Now I ask you: besides Your Humble Monarch™, WHO ELSE COULD HAVE POSSIBLY PREDICTED BOEING’S DRONE-KILLING LASER CANNON?*
Now that you are utterly in awe of my psychic prediction powers, here are some super fun facts about The Boeing Company:
- The Boeing Company famously manufactures commercial jets, but it is also the second-largest weapons manufacturer in the world: 45% of its profits come from “defense” products, including military aircraft, targeting and surveillance systems, satellites, various and sundry missiles and bombs and (last but not least!) drones. In fact, the company just received a patent for a drone that can essentially fly forever. Well, until it’s blasted out of the sky by a Boeing laser cannon. Hahaha.
Boeing’s Unmanned Little Bird H-6U drone under laser attack by Boeing’s new Compact Laser Weapon System.
- Boeing paid no federal taxes from 2008 to 2010, instead receiving $178 million in tax rebates on profits of $9.7 billion. It spent $52.29 million on lobbying during the same period, when the Democratic Party controlled both houses of Congress and the White House.
- In the 2008 presidential election, Barack Obama “was by far the biggest recipient of campaign contributions from Boeing employees and executives, hauling in $197,000 – five times as much as John McCain, and more than the top eight Republicans combined.”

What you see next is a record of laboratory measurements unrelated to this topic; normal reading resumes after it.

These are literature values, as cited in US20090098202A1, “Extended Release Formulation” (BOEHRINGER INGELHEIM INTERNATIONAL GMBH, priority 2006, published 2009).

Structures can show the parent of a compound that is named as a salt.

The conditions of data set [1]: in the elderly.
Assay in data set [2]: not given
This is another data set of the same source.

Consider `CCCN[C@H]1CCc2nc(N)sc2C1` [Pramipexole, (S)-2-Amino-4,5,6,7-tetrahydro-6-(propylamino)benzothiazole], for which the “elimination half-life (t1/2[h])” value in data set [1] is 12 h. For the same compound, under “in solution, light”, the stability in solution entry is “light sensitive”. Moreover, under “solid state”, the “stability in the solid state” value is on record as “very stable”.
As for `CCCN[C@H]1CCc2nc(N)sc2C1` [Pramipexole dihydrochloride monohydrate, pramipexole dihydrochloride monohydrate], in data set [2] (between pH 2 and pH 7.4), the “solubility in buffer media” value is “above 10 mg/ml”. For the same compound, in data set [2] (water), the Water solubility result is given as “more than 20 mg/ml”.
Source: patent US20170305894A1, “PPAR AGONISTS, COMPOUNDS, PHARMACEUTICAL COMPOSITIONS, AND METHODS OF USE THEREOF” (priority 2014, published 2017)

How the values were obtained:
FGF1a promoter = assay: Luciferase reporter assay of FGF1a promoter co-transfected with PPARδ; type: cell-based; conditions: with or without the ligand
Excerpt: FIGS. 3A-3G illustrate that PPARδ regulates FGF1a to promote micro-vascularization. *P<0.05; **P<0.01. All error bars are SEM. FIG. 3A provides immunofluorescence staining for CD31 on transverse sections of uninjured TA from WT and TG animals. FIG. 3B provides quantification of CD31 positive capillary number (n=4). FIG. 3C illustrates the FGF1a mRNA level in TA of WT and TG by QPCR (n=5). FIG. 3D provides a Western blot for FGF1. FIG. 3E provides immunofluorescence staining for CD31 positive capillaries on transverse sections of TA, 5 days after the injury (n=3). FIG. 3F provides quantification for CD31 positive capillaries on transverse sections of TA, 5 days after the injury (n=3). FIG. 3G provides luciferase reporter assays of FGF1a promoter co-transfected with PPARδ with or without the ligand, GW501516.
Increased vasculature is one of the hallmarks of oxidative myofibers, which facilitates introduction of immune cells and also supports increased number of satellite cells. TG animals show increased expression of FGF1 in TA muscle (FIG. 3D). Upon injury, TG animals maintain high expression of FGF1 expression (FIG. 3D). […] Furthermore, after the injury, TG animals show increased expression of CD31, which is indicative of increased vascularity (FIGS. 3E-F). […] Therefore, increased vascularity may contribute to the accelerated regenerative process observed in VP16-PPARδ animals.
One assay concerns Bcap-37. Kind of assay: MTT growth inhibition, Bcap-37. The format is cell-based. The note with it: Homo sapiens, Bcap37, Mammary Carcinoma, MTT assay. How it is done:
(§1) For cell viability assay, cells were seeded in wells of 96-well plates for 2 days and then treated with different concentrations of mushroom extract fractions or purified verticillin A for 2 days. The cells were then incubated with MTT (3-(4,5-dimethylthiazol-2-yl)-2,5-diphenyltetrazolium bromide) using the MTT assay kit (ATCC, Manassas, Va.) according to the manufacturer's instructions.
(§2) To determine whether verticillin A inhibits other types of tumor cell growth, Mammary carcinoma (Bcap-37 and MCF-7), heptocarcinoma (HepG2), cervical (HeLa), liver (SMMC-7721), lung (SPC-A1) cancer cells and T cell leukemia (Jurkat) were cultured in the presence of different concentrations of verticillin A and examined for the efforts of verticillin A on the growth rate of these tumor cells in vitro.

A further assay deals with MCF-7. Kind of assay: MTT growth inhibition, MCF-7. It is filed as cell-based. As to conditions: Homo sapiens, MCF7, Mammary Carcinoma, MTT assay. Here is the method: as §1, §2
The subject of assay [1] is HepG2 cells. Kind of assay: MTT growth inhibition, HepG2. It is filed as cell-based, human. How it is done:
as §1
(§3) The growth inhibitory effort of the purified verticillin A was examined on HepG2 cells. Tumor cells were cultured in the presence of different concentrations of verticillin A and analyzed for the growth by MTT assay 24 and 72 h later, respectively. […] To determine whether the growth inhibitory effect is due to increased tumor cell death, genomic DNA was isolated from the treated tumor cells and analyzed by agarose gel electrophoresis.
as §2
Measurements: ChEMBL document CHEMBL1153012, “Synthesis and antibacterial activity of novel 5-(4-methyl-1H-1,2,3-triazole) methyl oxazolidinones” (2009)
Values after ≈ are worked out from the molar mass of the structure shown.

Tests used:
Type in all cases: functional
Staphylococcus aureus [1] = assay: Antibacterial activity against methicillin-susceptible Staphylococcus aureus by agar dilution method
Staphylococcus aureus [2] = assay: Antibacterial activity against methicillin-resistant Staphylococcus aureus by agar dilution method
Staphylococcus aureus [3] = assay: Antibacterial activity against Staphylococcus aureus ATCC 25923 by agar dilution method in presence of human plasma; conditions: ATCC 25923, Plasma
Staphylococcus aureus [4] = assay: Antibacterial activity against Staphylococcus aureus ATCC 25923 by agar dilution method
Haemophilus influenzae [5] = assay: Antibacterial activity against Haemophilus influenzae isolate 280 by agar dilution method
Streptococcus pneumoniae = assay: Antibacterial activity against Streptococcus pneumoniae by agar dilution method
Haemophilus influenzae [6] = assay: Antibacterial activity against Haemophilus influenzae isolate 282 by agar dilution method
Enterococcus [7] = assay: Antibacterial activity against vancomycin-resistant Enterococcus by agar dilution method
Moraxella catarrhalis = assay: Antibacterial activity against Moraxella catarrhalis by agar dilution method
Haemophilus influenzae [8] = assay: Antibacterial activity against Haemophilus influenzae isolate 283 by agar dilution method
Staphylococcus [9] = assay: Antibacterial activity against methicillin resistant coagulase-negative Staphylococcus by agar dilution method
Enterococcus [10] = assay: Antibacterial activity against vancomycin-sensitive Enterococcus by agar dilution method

- Boeing has been the beneficiary of even more taxpayer dollars under Obama than George W. Bush.
- Wikileaks released documents showing just how hard the U.S. State Department works as a taxpayer-funded sales force to sell Boeing’s jets to foreign governments.
- Since 1995, Boeing has paid over $1.3 trillion (<—not a typo) in penalties for 60 instances of misconduct, including $615 million in 2006 in relation to illegal hiring of government officials and improper use of proprietary information. Just since Obama took office, new charges have included breach of contract, fraud, kickbacks, labor law violations, overbilling, whistleblower retaliation and multiple incidents of water pollution.
- Since 2008, Boeing has laid off 14,862 workers. In 2010 it increased pay for its top five executives to $41.9 million—a 31% raise.
Have a nice day.
*Okay, anyone with even a minimal understanding of how U.S. capitalism and government work would have predicted precisely this development. But My Amazing Lover™ sure seemed quite impressed with me as I jumped around the Palace animatedly, shrieking “Didn’t I JUST SAY this would happen?! Huh? Weren’t we JUST TALKING about this?!” All right, so maybe “impressed” isn’t exactly accurate. But it’s what I’m going with, people.
Two things pinged my radar after posting yesterday:
Just a little reminder, from the Palace Library archives:
- US drone strikes more deadly to Afghan civilians than manned aircraft. Ackerman, S., The Guardian (Jul. 2013):
A study conducted by a US military adviser has found that drone strikes in Afghanistan during a year of the protracted conflict caused 10 times more civilian casualties than strikes by manned fighter aircraft.